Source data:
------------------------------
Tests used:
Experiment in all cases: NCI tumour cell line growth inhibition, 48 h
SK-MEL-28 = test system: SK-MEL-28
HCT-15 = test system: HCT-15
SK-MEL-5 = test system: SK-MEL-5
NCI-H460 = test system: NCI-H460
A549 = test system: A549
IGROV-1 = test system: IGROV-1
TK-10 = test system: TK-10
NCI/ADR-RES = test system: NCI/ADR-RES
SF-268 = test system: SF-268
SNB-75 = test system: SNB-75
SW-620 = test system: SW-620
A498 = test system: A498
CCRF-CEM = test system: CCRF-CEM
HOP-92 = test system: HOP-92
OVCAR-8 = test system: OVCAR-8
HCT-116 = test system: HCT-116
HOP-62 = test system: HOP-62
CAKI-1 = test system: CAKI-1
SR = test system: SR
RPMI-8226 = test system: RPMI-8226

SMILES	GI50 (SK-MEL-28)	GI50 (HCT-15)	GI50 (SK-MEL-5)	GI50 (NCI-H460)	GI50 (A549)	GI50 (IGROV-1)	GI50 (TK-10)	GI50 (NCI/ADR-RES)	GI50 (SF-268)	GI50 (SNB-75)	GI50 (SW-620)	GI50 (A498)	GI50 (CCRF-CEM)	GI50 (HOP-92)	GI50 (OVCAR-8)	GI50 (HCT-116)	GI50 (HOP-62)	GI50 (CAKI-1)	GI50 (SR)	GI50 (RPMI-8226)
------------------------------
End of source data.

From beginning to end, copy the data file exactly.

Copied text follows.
Tests used:
Experiment in all cases: NCI tumour cell line growth inhibition, 48 h
SK-MEL-28 = test system: SK-MEL-28
HCT-15 = test system: HCT-15
SK-MEL-5 = test system: SK-MEL-5
NCI-H460 = test system: NCI-H460
A549 = test system: A549
IGROV-1 = test system: IGROV-1
TK-10 = test system: TK-10
NCI/ADR-RES = test system: NCI/ADR-RES
SF-268 = test system: SF-268
SNB-75 = test system: SNB-75
SW-620 = test system: SW-620
A498 = test system: A498
CCRF-CEM = test system: CCRF-CEM
HOP-92 = test system: HOP-92
OVCAR-8 = test system: OVCAR-8
HCT-116 = test system: HCT-116
HOP-62 = test system: HOP-62
CAKI-1 = test system: CAKI-1
SR = test system: SR
RPMI-8226 = test system: RPMI-8226

SMILES	GI50 (SK-MEL-28)	GI50 (HCT-15)	GI50 (SK-MEL-5)	GI50 (NCI-H460)	GI50 (A549)	GI50 (IGROV-1)	GI50 (TK-10)	GI50 (NCI/ADR-RES)	GI50 (SF-268)	GI50 (SNB-75)	GI50 (SW-620)	GI50 (A498)	GI50 (CCRF-CEM)	GI50 (HOP-92)	GI50 (OVCAR-8)	GI50 (HCT-116)	GI50 (HOP-62)	GI50 (CAKI-1)	GI50 (SR)	GI50 (RPMI-8226)